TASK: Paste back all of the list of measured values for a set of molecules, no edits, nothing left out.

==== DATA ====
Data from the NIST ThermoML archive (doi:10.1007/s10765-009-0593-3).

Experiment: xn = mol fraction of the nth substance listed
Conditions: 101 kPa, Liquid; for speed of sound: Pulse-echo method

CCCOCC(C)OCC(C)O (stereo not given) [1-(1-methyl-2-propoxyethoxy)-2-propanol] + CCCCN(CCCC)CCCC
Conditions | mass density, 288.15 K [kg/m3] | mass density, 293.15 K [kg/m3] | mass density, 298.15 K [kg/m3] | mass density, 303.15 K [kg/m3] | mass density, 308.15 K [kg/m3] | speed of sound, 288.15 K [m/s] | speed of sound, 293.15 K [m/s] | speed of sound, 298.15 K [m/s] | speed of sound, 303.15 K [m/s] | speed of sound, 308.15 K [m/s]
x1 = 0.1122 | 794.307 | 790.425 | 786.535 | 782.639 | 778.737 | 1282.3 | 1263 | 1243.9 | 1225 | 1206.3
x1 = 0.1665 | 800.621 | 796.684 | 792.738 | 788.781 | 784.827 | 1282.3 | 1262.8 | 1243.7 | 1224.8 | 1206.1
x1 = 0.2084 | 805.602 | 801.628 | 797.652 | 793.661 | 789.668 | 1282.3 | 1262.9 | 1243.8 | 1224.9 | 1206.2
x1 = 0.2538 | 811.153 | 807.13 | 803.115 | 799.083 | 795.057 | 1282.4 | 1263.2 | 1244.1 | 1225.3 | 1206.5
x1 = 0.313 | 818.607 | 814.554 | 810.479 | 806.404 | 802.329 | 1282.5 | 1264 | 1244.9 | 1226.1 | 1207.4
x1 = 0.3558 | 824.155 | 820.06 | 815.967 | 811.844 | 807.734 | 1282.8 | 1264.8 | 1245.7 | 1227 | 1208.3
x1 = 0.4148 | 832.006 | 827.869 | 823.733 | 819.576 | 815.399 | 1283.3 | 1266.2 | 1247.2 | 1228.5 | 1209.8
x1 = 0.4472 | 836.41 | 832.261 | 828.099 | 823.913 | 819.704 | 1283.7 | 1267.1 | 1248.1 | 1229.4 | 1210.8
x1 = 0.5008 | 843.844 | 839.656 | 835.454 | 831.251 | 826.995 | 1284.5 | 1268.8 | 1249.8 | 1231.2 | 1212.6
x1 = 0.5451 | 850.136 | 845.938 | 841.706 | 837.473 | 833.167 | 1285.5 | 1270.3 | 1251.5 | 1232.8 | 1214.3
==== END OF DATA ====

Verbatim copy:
Data from the NIST ThermoML archive (doi:10.1007/s10765-009-0593-3).

Experiment: xn = mol fraction of the nth substance listed
Conditions: 101 kPa, Liquid; for speed of sound: Pulse-echo method

CCCOCC(C)OCC(C)O (stereo not given) [1-(1-methyl-2-propoxyethoxy)-2-propanol] + CCCCN(CCCC)CCCC
Conditions | mass density, 288.15 K [kg/m3] | mass density, 293.15 K [kg/m3] | mass density, 298.15 K [kg/m3] | mass density, 303.15 K [kg/m3] | mass density, 308.15 K [kg/m3] | speed of sound, 288.15 K [m/s] | speed of sound, 293.15 K [m/s] | speed of sound, 298.15 K [m/s] | speed of sound, 303.15 K [m/s] | speed of sound, 308.15 K [m/s]
x1 = 0.1122 | 794.307 | 790.425 | 786.535 | 782.639 | 778.737 | 1282.3 | 1263 | 1243.9 | 1225 | 1206.3
x1 = 0.1665 | 800.621 | 796.684 | 792.738 | 788.781 | 784.827 | 1282.3 | 1262.8 | 1243.7 | 1224.8 | 1206.1
x1 = 0.2084 | 805.602 | 801.628 | 797.652 | 793.661 | 789.668 | 1282.3 | 1262.9 | 1243.8 | 1224.9 | 1206.2
x1 = 0.2538 | 811.153 | 807.13 | 803.115 | 799.083 | 795.057 | 1282.4 | 1263.2 | 1244.1 | 1225.3 | 1206.5
x1 = 0.313 | 818.607 | 814.554 | 810.479 | 806.404 | 802.329 | 1282.5 | 1264 | 1244.9 | 1226.1 | 1207.4
x1 = 0.3558 | 824.155 | 820.06 | 815.967 | 811.844 | 807.734 | 1282.8 | 1264.8 | 1245.7 | 1227 | 1208.3
x1 = 0.4148 | 832.006 | 827.869 | 823.733 | 819.576 | 815.399 | 1283.3 | 1266.2 | 1247.2 | 1228.5 | 1209.8
x1 = 0.4472 | 836.41 | 832.261 | 828.099 | 823.913 | 819.704 | 1283.7 | 1267.1 | 1248.1 | 1229.4 | 1210.8
x1 = 0.5008 | 843.844 | 839.656 | 835.454 | 831.251 | 826.995 | 1284.5 | 1268.8 | 1249.8 | 1231.2 | 1212.6
x1 = 0.5451 | 850.136 | 845.938 | 841.706 | 837.473 | 833.167 | 1285.5 | 1270.3 | 1251.5 | 1232.8 | 1214.3